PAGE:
2. Amos the Messenger


    1. Why do you think God picked Amos to give His message? (He might not have had an extensive formal education, but he was gifted. R.K. Harrison notes that Amos was not an ignorant peasant. His style of writing "exhibited poetic gifts, and his oracles are models of articulate speech...." (Elwell, Evangelical Commentary, p. 625) God gave Amos His message because he was willing and he was able - even though he did not have high "status" here.)


    2. Let's go back to Amos 1:1 again. What do you understand Amos to mean when he writes "the words of Amos" and then says that "he saw" things concerning Israel? (He is telling the people he has a message from God.)


    3. Read Amos 1:2. What would be your reaction if someone said they had a prophetic message in which God "roared" and "thundered?" Would this be a message you should put off? One you could ignore?


      1. Amos says the pastures of the shepherds dry up and the top of Carmel withers. What does this mean for the people? What is in store for them? (A drought - tough times.)


      2. What level of importance would you attach to this message? (God comes roaring in with disaster in mind. I'd being paying close attention.)


  3. Conditions in Israel


    1. Let's look at some texts that give us a view of conditions at the time of Amos' prophecy. Read Amos 3:10. What is wrong here?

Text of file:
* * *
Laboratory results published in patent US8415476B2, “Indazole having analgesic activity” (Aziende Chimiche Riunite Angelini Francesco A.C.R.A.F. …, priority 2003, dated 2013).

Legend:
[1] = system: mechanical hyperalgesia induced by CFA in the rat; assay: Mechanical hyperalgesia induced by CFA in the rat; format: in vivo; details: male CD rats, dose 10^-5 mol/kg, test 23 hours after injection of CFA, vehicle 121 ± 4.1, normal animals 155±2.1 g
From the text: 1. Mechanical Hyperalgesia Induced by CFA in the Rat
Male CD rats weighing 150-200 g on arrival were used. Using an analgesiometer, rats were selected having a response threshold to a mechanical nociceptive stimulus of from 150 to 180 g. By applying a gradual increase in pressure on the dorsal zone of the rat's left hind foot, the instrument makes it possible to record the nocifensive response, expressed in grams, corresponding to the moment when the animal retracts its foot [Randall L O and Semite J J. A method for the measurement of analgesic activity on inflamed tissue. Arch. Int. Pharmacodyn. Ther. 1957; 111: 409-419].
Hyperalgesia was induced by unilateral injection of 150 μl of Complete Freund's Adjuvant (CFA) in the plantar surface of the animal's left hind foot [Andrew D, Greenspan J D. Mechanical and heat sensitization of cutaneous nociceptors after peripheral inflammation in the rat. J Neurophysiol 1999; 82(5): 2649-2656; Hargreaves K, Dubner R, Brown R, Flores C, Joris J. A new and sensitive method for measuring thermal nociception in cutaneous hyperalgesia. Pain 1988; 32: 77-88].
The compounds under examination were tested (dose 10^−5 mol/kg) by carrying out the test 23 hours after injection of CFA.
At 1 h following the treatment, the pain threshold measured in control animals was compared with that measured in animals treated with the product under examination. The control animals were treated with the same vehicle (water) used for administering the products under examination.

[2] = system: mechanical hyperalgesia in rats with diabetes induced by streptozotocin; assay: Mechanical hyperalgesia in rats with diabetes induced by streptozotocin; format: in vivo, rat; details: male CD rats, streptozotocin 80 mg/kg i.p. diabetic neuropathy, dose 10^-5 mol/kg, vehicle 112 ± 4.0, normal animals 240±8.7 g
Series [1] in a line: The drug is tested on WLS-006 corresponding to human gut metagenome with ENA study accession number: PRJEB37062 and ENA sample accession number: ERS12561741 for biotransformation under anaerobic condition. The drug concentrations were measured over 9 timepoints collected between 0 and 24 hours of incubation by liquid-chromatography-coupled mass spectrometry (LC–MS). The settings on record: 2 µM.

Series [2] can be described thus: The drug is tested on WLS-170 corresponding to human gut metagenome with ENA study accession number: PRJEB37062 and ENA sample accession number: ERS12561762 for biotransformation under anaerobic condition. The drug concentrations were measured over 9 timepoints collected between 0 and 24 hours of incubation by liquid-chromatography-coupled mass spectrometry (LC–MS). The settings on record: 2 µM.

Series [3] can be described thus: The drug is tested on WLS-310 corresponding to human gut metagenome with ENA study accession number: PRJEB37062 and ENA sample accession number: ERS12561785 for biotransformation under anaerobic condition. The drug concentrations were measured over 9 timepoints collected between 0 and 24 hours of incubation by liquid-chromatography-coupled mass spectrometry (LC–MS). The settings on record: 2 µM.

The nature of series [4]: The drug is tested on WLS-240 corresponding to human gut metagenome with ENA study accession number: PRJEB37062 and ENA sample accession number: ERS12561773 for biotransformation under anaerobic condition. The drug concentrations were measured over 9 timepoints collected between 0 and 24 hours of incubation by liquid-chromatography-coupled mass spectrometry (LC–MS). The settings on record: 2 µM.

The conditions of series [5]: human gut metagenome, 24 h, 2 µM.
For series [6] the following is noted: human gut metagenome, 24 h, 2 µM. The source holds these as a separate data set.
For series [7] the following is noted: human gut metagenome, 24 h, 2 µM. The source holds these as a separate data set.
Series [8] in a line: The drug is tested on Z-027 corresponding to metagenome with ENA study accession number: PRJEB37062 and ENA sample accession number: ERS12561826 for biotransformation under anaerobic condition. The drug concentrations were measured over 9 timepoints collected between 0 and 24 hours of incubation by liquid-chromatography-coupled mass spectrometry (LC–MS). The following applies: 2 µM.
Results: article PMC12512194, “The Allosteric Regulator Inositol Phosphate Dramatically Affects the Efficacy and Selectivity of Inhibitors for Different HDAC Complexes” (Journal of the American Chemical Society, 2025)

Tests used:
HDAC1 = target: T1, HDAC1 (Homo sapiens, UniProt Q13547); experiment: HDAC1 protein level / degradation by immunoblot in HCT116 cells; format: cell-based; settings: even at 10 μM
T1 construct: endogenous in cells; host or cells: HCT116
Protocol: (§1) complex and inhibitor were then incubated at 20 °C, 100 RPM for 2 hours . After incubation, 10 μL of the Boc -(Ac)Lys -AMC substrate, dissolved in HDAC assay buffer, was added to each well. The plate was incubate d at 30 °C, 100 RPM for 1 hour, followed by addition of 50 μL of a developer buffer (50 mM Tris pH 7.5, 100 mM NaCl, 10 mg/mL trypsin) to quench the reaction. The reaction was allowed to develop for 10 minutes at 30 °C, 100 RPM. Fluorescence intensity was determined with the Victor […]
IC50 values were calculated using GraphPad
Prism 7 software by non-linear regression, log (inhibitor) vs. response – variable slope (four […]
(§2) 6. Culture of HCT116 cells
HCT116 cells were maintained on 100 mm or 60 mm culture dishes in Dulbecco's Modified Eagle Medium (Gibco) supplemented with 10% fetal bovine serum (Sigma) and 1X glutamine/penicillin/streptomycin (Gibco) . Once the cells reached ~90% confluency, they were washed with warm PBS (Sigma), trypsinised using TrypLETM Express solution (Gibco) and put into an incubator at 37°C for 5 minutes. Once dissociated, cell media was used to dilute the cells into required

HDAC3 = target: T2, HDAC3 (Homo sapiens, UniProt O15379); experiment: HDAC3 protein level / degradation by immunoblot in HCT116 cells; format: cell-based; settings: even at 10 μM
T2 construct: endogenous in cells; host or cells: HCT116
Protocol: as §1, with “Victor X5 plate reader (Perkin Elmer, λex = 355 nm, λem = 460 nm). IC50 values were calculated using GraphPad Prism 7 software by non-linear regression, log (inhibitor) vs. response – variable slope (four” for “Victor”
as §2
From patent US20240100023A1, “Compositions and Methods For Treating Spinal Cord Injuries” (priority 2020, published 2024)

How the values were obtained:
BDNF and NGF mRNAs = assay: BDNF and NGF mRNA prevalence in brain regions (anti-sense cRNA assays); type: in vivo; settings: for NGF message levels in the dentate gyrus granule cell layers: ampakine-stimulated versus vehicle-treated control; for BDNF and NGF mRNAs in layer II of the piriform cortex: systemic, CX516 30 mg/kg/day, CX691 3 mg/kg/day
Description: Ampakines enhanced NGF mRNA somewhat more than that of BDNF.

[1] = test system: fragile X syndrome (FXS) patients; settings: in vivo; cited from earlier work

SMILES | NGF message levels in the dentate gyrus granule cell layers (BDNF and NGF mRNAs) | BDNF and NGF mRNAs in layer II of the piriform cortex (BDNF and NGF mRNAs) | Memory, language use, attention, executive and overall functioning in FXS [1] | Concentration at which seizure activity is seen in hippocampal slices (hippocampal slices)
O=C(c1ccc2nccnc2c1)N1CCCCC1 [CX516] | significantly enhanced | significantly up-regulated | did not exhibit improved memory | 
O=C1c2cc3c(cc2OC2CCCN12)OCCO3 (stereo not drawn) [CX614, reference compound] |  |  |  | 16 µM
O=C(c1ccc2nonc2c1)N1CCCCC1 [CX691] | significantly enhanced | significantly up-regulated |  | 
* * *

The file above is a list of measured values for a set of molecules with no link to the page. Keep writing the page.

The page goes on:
1. Is being rich the problem? (The problem is getting the wealth unjustly.)


      2. Our text says that God's people "do not know how to do right." Did they once know? How did they get to this point? (Sin is a gradual progression. You keep walking away from God until finally your sense of what is right is so corrupted you do not know how to do right. These people were far from God.)


      3. Our text says that they get their wealth unjustly in "their fortresses." What does that add to our picture of the times? (This seems to say it was "official policy." The "thought leaders" of the day were doing it.)


      4. Let's add Amos 3:9 to verse 10 to get a better insight. Are Ashdod and Egypt historically nations which were under God's special care? (No! These are the "enemy" of Israel and Judah.)


        1. What is God telling Israel's enemies to do? (He is telling them to come over and observe the sin and then watch what is going to happen.)


          1. What is going to happen? (Read Amos 3:11. It says that God is going to punish His people.)


          2. Why would God want their enemies to watch? (This is something we do not always realize. God uses His people as an object lesson to the world. His dealings with us are in part a witness to the world.)


    2. Read Amos 5:10-11. Who "reproves in court?" (Generally, it is the judge who does that.)